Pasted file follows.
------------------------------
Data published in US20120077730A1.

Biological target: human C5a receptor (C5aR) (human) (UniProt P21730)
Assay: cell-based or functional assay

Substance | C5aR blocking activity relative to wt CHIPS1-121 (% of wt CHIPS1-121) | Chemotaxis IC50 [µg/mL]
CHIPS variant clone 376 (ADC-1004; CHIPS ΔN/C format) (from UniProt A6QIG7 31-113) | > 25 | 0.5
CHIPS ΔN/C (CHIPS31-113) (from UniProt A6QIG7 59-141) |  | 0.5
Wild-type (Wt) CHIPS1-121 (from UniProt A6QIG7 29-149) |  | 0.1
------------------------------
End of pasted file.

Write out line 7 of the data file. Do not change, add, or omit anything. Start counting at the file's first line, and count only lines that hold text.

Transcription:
Wild-type (Wt) CHIPS1-121 (from UniProt A6QIG7 29-149) |  | 0.1